It is in the spring as the bulbs are forming that the leaves get the biggest and then you van really tell the differences between the garlics from the surprising differences in the color and size, shape and splay of their leaves (Artichokes' leaves are nearly horizontal while Silvershins are nearly vertical.) You might not think there would be many differences but there are and you can clearly see them as you stand in the garden but it's difficult to capture them on film. Some are big and broad and some are long and slender, some have a definite blue haze while others are even darker blue, while the artichokes are a yellower green. The silverskin garlics have the own green rainbow going as they are all different shades of green and lots of variation in leaf size. Spring is a special time as the garlics aren't the only show around. All around the perimeter of the garden and in between the beds are wildflowers of whatever kinds Mother Earth sends us this year - every year is different because the weather is different and no two are alike.
The picture on the right shows even more differences in garlic foliage.
Mid to late spring is when we harvest the garlic and each cultivar will be ready in it's own time. We shut off water to a given cultivar as it nears the time of harvest and when it's time to pull it, we move back the mulch and remove the T-tapes. We use an undercutting wedge-shaped blade attached to the tractor to harvest mass amounts of garlic without harming either them or their roots as the blade passes under the garlic and breaks up the ground around the garlic and pushes the entire mass upward and we just pick up the bulbs, shake off the dirt and set it aside for immediate removal to the shade. We level and smoothe out the beds and spread it out between the beds, automatically fertilizing as we go. Not all can be harvested that way as some may be too few in number and they are dug by hand using a garden trowel. If a bed contains more than one kind of garlic, I plant the earlier harvesting cultivars on the end of the beds so they are easier to get to and the T-tapes can be trimmed off.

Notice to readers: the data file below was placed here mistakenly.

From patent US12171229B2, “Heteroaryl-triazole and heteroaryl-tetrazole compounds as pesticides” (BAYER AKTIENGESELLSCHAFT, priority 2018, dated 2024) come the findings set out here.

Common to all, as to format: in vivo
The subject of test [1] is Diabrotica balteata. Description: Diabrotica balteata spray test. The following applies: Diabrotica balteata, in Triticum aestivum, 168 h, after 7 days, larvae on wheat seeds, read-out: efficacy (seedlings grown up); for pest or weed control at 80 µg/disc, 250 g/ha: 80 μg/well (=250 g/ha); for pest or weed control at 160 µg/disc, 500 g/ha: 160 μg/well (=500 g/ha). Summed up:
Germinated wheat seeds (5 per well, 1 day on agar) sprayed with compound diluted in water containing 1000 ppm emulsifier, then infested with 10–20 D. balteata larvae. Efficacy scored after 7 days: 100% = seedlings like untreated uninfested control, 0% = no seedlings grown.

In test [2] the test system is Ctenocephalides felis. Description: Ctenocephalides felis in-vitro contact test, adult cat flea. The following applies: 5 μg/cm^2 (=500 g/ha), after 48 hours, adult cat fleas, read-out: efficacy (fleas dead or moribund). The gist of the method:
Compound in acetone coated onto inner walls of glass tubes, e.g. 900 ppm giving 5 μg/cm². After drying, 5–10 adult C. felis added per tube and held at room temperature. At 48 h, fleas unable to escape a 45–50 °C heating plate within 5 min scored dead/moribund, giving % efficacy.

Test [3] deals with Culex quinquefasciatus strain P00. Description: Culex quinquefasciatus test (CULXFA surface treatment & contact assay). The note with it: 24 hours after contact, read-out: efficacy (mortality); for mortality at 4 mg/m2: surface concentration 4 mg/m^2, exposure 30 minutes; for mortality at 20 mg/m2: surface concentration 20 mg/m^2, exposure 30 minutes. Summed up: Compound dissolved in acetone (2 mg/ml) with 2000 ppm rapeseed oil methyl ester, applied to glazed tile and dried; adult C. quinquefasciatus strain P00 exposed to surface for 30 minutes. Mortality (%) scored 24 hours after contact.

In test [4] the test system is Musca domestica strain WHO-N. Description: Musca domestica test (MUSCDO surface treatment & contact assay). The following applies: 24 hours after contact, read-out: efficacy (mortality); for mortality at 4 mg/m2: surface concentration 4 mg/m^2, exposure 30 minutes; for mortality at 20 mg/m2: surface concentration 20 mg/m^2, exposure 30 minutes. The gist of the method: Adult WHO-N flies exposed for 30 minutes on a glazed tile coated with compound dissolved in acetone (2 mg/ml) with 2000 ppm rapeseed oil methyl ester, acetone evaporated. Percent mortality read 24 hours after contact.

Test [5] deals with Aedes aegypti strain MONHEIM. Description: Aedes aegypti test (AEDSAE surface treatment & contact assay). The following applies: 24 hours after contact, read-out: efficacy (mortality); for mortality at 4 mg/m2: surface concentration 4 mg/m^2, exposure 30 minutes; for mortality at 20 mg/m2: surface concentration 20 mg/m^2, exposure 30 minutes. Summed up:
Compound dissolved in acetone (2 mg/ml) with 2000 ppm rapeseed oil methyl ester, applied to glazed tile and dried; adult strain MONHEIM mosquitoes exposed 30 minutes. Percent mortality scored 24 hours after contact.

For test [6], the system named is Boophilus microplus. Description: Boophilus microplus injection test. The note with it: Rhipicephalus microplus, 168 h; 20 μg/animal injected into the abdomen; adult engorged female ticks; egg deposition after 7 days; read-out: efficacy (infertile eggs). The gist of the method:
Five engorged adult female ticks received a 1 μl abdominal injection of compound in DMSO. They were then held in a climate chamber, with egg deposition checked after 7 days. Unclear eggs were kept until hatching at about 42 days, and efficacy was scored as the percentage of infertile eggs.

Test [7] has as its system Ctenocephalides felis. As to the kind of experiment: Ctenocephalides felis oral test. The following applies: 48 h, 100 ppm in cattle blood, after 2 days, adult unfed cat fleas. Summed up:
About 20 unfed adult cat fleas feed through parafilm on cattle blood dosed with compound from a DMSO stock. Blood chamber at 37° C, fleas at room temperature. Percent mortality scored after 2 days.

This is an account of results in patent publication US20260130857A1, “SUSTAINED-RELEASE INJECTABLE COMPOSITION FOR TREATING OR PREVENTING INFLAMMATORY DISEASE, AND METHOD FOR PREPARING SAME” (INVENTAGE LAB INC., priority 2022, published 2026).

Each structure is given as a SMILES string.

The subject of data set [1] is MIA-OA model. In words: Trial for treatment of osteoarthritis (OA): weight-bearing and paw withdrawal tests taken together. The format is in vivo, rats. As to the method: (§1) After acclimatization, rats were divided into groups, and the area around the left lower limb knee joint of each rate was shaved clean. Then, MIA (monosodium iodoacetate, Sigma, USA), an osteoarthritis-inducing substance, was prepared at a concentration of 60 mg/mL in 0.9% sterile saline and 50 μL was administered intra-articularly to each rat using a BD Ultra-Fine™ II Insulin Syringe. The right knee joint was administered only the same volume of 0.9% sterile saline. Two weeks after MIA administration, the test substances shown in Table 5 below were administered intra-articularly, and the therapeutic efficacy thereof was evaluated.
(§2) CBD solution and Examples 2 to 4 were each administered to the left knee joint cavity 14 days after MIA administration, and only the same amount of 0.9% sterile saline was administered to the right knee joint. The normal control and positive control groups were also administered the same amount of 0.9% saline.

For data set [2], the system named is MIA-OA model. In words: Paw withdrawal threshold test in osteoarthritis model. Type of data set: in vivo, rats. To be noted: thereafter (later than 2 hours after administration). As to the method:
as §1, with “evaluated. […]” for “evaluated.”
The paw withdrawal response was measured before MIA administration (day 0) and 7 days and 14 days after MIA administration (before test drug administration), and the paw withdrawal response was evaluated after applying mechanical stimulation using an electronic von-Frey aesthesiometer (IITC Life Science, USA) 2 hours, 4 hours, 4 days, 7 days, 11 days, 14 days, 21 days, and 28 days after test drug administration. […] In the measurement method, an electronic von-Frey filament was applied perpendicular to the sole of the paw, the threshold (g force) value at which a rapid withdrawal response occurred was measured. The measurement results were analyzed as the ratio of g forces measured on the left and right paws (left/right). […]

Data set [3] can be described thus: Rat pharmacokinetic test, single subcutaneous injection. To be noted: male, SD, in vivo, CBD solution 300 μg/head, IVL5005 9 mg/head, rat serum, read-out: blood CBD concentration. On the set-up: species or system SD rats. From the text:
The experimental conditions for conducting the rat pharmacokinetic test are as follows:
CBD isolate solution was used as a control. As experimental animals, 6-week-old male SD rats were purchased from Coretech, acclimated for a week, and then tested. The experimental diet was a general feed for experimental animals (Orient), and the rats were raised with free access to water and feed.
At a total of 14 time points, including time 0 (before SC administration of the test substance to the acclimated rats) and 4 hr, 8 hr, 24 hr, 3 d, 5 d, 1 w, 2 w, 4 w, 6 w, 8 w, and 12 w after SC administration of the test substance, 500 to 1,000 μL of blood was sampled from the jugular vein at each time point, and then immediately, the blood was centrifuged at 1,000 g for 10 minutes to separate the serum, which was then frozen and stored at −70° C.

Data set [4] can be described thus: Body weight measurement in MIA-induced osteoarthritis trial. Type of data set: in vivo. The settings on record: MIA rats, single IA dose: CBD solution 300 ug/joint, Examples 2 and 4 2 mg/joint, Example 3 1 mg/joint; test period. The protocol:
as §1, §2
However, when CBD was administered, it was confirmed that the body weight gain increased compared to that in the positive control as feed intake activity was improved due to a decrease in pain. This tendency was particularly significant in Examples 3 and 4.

Right - Garlicmeister Bob pulling garlic from the ground with volunteer Mark Vernon in the background.
The picture on the right shows freshly harvested garlic in the barn at last.
The picture on the right shows a wagon load of freshly harvested garlic.
This year when harvest time came, dear friends Mark and Barbara Vernon of Denton, Texas, came and spent a weekend with us and volunteered to help us harvest some of the Burgundy garlic and get it hanging in the barn. They took some photos that we have included on this page. I was too busy harvesting to take any pictures of us doing it and I'm grateful to them for sharing their pics with us. We built a campfire out back and had a cookout and after dinner I played my Indian flute while Mark beat his drums and a decent simulation of music was heard. One year our friend Ron Johnson from the Colony, Texas joined in with his guitar and we did a rousing version of Ghost Riders in the Sky out here on the Texas prairie. The Indian flute makes a great addition to Ghost Riders, giving it an almost haunting sound and an ethereal quality. It is the only time I have ever played with other musicians and I really enjoyed it. For me the Indian flute is a solitary thing because there is no one aroud for me to play with. Sometimes I go down to the creek to play and birds come around and sit in nearby trees and wonder about me and I wonder about them, too, but I keep playing anyway.